is a beta 1.2 version of the CurveBall program, and you are invited
to participate in the beta testing. If you find errors in the program or
would like to suggest improvements, please send an e-mail to firstname.lastname@example.org.
With this software you can investigate how a big league pitcher throws
a curveball by changing the values of the factors
that affect the aerodynamic forces on the ball.
These are the same forces that generate the lift
of an aircraft wing, which can be investigated with another Java Applet
called FoilSim II.
If you are an experienced user of CurveBall, you may prefer a slightly different version of
To return to the original default conditions, click the
The program screen is divided into three main parts:
At the top of the screen is a graphics window. By moving between
Ballpark and Flowfield, you can display a drawing of the
infield and your pitch trajectory or you can
see the flow of air around the ball. In both cases you are looking down
onto the ball or the infield. The simulation is two dimensional with
the ball spinning about an axis pointing into the Earth (or Mars). The
force occurs side to side; we are not concerned
about the ball falling towards the surface.
Below the graphics window, on the left of the screen are inputs
and outputs associated with the atmosphere
through which the ball moves. To the right of the graphics choice button,
a black output box shows the side force on the baseball. The force can
be computed in either English or metric units and is also displayed
on a force gage directly below the output box. The bar on the gage is
colored yellow when the force is
negative (pushes the ball to the left of home plate as viewed from the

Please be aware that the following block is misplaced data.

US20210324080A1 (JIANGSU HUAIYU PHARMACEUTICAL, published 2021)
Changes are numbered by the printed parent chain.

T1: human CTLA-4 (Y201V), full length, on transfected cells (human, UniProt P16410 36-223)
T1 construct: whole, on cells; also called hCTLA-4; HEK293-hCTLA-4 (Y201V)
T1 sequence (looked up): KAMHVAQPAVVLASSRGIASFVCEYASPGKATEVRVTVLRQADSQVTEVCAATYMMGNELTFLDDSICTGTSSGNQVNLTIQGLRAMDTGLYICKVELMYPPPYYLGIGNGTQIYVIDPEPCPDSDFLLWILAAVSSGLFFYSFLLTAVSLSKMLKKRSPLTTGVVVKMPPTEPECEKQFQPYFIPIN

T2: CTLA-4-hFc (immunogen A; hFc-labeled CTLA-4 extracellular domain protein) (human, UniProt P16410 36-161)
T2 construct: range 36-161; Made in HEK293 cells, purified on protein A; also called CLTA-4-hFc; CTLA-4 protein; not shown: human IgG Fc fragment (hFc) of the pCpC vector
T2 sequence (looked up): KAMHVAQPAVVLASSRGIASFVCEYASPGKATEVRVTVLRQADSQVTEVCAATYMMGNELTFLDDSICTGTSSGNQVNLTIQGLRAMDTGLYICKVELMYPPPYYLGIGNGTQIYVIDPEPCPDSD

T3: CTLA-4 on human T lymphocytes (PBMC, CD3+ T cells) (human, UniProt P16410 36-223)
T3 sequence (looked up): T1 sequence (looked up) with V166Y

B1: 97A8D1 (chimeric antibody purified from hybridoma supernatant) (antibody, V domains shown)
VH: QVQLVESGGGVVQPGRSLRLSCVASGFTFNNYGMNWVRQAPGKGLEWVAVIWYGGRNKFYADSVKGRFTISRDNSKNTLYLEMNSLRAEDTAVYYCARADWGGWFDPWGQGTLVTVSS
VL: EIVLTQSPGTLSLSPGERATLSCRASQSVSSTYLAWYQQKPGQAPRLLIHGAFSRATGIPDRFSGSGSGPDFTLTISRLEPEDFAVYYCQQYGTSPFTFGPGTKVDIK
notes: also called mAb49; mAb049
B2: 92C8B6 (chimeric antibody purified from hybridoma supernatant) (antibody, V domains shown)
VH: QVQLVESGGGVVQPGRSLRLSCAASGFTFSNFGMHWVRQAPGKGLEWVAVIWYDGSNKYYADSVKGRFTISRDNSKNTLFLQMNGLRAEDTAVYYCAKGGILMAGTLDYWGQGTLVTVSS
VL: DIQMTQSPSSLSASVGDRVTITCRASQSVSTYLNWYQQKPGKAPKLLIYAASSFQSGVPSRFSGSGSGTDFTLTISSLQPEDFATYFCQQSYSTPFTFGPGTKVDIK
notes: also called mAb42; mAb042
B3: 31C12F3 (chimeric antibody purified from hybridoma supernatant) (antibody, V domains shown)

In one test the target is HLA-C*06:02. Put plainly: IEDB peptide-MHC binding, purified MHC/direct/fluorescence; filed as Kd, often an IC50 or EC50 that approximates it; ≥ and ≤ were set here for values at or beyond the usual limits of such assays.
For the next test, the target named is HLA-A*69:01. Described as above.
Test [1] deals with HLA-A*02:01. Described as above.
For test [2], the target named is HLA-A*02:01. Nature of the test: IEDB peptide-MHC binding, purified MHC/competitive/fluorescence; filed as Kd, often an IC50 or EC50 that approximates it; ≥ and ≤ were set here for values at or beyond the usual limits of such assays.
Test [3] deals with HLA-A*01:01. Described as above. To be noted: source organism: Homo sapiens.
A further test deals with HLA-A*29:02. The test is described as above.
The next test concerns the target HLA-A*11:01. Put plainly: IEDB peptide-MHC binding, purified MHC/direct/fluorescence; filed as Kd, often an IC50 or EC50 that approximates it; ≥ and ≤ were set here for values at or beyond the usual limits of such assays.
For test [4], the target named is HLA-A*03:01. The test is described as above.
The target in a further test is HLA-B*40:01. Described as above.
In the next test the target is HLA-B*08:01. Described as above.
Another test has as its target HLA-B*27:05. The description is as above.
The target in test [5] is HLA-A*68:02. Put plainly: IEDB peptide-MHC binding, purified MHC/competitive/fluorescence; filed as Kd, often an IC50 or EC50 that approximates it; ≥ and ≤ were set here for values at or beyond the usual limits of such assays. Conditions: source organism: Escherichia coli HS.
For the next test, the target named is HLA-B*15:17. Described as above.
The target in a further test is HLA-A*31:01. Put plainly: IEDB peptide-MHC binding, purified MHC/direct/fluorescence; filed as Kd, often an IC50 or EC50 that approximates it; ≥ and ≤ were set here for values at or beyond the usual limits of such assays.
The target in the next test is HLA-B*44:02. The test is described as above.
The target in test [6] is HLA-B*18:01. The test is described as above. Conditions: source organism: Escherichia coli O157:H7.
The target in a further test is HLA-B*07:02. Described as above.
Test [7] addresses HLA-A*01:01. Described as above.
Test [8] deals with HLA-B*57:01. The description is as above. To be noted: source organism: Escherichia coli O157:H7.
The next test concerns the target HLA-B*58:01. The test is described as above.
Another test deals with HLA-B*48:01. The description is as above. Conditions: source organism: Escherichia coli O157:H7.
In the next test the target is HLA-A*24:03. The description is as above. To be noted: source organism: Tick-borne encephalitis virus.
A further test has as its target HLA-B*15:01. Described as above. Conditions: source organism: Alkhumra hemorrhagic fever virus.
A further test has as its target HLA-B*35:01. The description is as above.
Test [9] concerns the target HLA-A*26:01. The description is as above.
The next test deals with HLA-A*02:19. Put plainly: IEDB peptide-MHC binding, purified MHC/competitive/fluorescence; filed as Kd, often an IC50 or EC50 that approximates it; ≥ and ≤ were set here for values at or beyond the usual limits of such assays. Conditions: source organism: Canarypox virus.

mound) and cyan when the force is
positive (pushes the ball to the right of home plate as viewed from
the mound.) Below the gage are some input/output boxes. By convention
input boxes have a white background and black numerals and you can key
in new values. If the box has green numerals on a black background it
is an output box and you cannot key in values. Below the boxes is a
choice button labeled Location. The default is Specify, which
allows you to type in the atmospheric conditions at your ballpark. You
can specify the temperature, the atmospheric
pressure, and the relative humidity of
the air; the program will calculate the air density
that affects the side force. You may choose, however, to use a standard
day (average) atmosphere at several different locations displayed on
the choice button menu. Try setting up a pitch and changing the location.
What happens to the trajectory?
Below the graphics window on the right of the screen are inputs to
set up and throw the pitch. You can be a right hander or a lefty by clicking
on the round buttons. To set up a pitch, you must specify the speed
and the spin on the ball, the spot on the pitcher's
mound from which you release the ball, and the angle at which you release
the ball. A small arrow on the ball in the graphics window will help you determine
these values. And the red bar on the ball shows the direction and rate of spin.
If you push the blue button marked Set Up Next Pitch you will not see
where the ball will go until you push the red Throw the Pitch button.
Otherwise, as you change inputs, you will see the pitch trajectory. Above the
blue button you will see a box that judges your pitch as a ball or a strike
and tells you how far from the center of the plate the pitch first crossed the
front of the plate.